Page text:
Weird Suffolk: A tale with a moral,never take a mummified cat you find at work back home with you

One of the mummified cats found in 1972 in a house at Fakenham Magn. Photo: DENISE BRADLEY

One of the mummified cats found in 1972 in a house at Fakenham Magn. Photo: DENISE BRADLEY - Credit: EDP, Archant

It was a spellbinding discovery made during building work that led to possible poltergeist activity when mummified or “dried” cats found hidden in a roof space in Fakenham Magna were removed to a new address where they appeared to come back to life.

The timber-framed cottage in Fakenham Magna had kept its secret for 400 years - but when builders discovered two mummified cats in the roof of a 16th century house, they made the mistake of hoping the good luck would follow them if they took their macabre finds home.

Builders were shocked to find the felines in the roof space of the centuries-old house in 1972 and further surprised when they discovered a dried cat with her kittens in the wall space of the same house.

Today, we rely on close circuit television systems and burglar alarms to protect our homes, but before such technology existed, our ancestors looked to other ways in order to ensure their houses remained safe from intruders of the human and paranormal variety. Protective symbols were carved into lintels, beams and rafters and, occasionally, objects were placed within wall or roof cavities: often shoes or animals such as cats. In King James VI of Scotland's Daemonologie, an essay on witchcraft, he discusses at length how troublesome spirits keen to enter a home would normally do so through the chimney.

Because cats have been associated with witchcraft for centuries, and because it was believed that cats could sense the supernatural, they were often placed in areas which homeowners felt would be under threat: particularly in roofs or fireplaces where it was believed witches might attempt to enter a house thanks to their ability to fly.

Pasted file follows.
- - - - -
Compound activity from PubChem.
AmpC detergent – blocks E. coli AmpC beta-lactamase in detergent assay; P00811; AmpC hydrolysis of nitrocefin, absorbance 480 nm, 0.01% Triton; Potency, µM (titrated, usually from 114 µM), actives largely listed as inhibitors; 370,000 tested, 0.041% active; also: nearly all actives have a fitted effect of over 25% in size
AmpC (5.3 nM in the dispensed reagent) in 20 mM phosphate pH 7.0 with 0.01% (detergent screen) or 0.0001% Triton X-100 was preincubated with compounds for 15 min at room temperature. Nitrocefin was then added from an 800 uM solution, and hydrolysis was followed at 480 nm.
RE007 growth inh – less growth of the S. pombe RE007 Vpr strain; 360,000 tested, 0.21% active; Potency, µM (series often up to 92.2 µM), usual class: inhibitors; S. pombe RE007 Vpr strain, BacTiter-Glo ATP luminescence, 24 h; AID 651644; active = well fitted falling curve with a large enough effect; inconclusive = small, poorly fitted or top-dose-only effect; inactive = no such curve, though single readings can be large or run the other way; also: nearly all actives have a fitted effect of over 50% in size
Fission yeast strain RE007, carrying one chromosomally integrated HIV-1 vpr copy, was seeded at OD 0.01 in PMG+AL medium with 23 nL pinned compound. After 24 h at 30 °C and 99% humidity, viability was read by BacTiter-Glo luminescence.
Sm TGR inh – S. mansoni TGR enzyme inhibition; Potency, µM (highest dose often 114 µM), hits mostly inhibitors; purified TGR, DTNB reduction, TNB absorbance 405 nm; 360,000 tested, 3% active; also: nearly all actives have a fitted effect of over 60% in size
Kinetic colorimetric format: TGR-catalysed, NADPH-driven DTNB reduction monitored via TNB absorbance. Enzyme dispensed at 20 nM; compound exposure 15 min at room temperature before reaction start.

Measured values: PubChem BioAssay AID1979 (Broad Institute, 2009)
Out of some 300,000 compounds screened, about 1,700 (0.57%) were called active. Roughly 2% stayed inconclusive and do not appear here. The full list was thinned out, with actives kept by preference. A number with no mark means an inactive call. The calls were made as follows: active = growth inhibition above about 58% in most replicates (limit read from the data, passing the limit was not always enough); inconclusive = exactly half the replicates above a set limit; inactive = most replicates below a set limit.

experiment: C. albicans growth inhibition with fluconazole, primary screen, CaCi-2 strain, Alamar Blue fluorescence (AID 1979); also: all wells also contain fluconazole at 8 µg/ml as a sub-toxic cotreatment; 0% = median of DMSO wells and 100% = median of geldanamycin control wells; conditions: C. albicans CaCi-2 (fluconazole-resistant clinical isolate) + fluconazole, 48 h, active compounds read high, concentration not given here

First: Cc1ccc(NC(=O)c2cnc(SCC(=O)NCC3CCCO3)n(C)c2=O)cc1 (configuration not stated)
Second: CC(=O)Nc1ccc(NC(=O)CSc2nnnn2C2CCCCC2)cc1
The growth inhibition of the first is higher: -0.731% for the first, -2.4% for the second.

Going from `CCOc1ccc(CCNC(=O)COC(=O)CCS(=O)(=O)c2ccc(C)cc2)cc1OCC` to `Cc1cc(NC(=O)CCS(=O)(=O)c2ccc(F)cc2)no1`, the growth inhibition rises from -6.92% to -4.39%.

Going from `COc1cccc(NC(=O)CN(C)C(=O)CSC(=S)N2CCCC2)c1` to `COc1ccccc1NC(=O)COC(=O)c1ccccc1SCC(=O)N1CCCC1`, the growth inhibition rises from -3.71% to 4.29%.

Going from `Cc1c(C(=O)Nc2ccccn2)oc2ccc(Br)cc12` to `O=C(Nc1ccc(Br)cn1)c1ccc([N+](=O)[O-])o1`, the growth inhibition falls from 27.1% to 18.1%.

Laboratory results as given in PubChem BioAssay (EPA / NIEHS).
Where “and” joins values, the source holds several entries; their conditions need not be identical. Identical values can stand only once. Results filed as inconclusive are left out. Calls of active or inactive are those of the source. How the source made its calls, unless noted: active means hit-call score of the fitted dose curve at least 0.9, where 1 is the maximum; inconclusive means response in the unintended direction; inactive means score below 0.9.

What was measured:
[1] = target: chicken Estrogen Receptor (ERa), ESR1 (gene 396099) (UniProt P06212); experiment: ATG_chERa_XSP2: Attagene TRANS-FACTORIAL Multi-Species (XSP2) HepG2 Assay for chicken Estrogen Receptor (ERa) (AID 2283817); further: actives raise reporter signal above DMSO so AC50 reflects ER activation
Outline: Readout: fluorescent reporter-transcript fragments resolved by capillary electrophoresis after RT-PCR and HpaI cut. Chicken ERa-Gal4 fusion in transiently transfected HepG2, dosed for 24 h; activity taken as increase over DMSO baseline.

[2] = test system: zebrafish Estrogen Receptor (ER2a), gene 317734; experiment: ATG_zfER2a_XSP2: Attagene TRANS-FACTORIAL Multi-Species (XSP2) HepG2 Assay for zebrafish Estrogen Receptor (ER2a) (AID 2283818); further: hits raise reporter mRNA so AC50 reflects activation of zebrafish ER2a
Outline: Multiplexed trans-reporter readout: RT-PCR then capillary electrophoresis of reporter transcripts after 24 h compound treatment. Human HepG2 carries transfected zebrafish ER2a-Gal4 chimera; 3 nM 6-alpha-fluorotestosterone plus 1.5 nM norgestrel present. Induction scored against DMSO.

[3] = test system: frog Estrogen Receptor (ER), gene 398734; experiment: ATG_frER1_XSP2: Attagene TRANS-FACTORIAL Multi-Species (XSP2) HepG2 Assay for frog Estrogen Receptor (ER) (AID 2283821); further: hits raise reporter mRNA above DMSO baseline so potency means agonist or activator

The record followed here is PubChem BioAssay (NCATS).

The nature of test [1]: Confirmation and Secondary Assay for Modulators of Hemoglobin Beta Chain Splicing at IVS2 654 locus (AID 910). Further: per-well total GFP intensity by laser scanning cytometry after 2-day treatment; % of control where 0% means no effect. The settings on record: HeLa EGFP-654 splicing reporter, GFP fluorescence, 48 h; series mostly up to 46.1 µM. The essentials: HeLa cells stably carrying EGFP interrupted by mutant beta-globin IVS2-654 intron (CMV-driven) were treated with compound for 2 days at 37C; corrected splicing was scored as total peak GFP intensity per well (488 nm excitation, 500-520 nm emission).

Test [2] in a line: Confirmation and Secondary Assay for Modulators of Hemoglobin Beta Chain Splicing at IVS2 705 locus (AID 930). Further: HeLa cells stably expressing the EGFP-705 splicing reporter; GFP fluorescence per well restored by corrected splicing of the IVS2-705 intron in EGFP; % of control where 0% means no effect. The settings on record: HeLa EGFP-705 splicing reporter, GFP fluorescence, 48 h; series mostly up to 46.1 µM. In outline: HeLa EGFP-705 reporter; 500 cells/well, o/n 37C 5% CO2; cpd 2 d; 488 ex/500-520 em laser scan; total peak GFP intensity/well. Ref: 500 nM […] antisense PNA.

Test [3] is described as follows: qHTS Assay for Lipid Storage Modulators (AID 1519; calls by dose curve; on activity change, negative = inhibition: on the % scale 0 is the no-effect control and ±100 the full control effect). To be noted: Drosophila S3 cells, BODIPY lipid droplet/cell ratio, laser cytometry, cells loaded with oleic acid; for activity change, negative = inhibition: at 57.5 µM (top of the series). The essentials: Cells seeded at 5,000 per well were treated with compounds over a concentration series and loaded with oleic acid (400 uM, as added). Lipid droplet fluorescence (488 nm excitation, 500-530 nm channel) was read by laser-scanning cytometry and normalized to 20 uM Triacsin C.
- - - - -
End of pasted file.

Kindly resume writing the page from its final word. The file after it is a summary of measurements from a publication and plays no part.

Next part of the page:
To appease cat lovers, it is believed that the vast majority of cats found in wall spaces had died before their entombment in walls. The practice of burying a sacrifice within the foundations or walls of buildings is one that stretches back for hundreds, if not thousands, of years - human sacrifices were once made under significant structures such as bridges or churches and in Denmark, horses were buried to bring good luck to a new build.

Having found the unusual period features, the site foreman decided that he would take the dried cats home with him to Ingham as a kind of ghoulish souvenir: it was not his best idea. As the work at the Fakenham Magna houses continued, problems began to surface - workmen complained about a strange and unpleasant atmosphere with one telling a visiting reporter that he felt "totally afraid". Footsteps were heard walking that could not be attributed to a human, notably on a ceiling…which had just been removed.

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At Ingham, the cats' protective powers seemed to have waned, too: the site foreman's wife reported hearing tapping at the kitchen door and a series of strange noises. Reports died down following these unnerving tales - did the builders return the mummified cats to their rightful home?

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